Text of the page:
Introduction to VBA

Introduction to VBA

If there’s a truism to modern life it’s this: if something is good for you then it’s probably no fun at all. No fun at all.

Need an example? Take cod liver oil (please). According to the Weston A. Price Foundation, “There is hardly a disease in the books that does not respond well to treatment that includes cod liver oil, and not just infectious diseases but also chronic modern diseases like heart disease and cancer …. 'If you want to prevent learning disabilities in your children,' said David Horrobin, distinguished medical and biochemical researcher, 'feed them cod liver oil.'"

That’s all well and good; after all, nobody wants to get heart disease or cancer. But just how much fun is cod liver oil? Let’s do what everyone else does these days and let Wikipedia answer the question for us, “Depending on the quality of the oil, the flavor and aroma range from a mild sardine-like flavor, to an intense and obnoxious odor of rotten fish and rancid oil.”

‘nuff said.

Full disclosure. We must admit that neither of the authors of this article has ever tried cod liver oil. On the other hand, cod liver oil is a “pale, yellow oil derived from the liver of the cod fish” and, as noted above, can “have the intense and obnoxious odor of rotten fish and rancid oil.” Do you even need to taste it to know that it’s not much fun?

Or take exercising. Everyone knows that regular exercise prolongs your life … provided that it doesn’t kill you, of course. What do we mean by that? Well, in a study of people who walked a moderate 14 miles a week, it was discovered that 21% had to stop exercising for a week or more due to injury. In another study, conducted over a three-month period, 49% of the aerobic dancers surveyed reported an exercise-related injury, and fully 25% of those dancers had to partly or completely quit the program due to injury.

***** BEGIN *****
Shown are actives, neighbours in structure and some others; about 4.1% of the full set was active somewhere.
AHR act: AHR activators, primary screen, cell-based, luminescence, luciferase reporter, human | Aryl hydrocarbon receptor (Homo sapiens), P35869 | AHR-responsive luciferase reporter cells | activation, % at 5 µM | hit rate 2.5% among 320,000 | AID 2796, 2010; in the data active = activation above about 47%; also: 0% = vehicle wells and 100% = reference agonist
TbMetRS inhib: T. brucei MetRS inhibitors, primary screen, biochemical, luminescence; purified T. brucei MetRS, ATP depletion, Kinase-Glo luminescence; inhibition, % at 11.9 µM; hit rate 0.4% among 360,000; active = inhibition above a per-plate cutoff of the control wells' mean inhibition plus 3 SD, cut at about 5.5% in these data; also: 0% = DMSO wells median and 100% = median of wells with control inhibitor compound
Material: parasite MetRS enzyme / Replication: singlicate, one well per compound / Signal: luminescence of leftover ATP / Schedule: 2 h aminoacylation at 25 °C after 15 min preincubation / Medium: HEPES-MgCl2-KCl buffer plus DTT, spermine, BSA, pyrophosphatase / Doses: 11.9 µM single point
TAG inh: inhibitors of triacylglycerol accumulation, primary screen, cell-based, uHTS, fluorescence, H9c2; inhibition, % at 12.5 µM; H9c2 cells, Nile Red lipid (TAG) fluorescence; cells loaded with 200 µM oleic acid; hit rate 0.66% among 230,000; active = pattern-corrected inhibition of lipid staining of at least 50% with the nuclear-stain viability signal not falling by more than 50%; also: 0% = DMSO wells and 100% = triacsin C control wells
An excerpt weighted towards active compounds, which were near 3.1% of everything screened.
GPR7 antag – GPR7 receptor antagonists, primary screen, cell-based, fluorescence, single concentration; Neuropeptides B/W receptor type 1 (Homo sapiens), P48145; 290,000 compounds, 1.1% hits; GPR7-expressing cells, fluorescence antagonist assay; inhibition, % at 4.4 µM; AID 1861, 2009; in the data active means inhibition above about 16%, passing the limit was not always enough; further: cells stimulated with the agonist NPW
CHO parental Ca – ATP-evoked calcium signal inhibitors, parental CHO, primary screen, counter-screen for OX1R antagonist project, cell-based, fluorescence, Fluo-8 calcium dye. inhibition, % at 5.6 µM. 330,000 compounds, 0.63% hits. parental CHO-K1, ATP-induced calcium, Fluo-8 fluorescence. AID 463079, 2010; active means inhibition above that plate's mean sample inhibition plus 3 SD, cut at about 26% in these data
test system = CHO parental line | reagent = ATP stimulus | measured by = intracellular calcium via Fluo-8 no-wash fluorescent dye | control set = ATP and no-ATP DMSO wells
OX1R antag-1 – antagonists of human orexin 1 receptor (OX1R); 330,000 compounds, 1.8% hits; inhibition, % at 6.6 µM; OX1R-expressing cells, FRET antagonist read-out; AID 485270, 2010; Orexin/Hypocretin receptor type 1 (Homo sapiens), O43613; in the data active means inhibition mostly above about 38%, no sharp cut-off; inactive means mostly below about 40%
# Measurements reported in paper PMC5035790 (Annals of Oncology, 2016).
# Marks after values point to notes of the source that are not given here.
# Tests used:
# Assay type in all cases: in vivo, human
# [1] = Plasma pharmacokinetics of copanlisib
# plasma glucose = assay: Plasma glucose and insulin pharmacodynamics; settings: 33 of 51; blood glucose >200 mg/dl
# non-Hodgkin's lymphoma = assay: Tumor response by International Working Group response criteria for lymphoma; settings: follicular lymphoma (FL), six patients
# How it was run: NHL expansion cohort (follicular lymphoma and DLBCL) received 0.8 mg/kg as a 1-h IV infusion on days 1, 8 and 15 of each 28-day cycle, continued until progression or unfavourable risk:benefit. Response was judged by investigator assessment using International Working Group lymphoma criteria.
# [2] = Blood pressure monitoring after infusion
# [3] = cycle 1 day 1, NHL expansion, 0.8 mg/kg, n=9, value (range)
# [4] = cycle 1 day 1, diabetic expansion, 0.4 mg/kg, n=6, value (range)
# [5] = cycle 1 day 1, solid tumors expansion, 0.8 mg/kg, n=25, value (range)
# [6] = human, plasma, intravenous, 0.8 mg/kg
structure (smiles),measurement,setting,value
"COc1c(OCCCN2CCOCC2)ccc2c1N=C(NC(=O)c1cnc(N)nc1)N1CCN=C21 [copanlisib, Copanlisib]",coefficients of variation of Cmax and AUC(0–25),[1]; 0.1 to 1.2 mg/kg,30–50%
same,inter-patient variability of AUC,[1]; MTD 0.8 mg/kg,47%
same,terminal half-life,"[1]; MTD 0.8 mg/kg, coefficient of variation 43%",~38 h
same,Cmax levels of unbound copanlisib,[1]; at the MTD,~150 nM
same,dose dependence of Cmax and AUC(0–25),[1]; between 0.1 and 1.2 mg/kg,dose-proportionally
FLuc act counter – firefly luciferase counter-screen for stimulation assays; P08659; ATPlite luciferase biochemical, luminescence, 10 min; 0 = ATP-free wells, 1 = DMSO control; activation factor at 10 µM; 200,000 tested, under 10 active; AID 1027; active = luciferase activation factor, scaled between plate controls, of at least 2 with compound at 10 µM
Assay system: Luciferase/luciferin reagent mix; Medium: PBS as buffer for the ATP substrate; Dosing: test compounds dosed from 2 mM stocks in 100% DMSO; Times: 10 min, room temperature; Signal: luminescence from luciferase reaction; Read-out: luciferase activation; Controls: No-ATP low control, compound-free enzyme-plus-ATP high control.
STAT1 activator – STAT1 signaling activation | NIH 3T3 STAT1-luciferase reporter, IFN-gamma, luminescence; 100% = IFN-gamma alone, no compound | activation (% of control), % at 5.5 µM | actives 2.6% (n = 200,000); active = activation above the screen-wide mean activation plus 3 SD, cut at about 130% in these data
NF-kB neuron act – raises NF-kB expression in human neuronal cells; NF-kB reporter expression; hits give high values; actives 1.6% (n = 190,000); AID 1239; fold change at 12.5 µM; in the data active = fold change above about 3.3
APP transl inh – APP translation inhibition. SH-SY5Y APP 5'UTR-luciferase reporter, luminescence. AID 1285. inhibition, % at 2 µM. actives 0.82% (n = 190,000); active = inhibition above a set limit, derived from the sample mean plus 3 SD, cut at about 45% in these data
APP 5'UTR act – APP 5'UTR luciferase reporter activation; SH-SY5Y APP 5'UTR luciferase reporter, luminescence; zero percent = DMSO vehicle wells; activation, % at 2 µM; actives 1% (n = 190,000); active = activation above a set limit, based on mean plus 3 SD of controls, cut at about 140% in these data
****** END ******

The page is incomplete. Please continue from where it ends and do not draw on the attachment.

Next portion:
Hmmm, injuring yourself so badly you can no longer walk or participate in your aerobics class? Well, we suppose that could be fun. Still ….

And what about Visual Basic for Applications (VBA)? As you may or may not know, VBA is a scripting/development language built into most of the Microsoft Office applications. Even if you didn’t know that, there’s still a good chance you’ve used VBA. For example, suppose at some point in your word processing life you selected some text and then used Microsoft Office Word’s macro recording capability to keep track of the following activities:

· Color the selected text red.

· Change the font to Arial.

· Change the font size to 24 point.

· Set the font style to strikethrough.

Note      Yes, that does make for some odd formatting, doesn’t it? But, then again, beauty is in the eye of the beholder.

So what happens the next time you have a burning desire to format text in 24-point, red, Arial, strikethrough? You got it: instead of manually going through all those steps you can just run your macro.

Of course we didn’t really need to tell you that, did we? You probably already knew what the macro recorder does. However, what you might not have known is  that, under the covers, Word was recording your macro as a set of VBA commands. In fact, assuming we named our macro Test, Word recorded the macro as  a set of VBA commands similar to these (we simplified the commands a little bit; unlike the authors of this article, the macro recorder sometimes does way more work than it needs to):

Sub Test()

    Selection.Font.Color = wdColorRed

    Selection.Font.Name = "Arial"

    Selection.Font.Size = 24

    Selection.Font.StrikeThrough = True

End Sub


Instead of using the macro recorder you could have typed in these commands. (Where could you have typed them in? In the Visual Basic Editor. Where and what is that? We’ll explain that a little later.) Either way, you’d end up with text formatted as 24-point, red, Arial, strikethrough.

But that’s a good point: if the macro recorder provides the same net effect as typing in all these VBA commands, well, why would you type in all these VBA commands? Does this mean that VBA is just a big waste of time?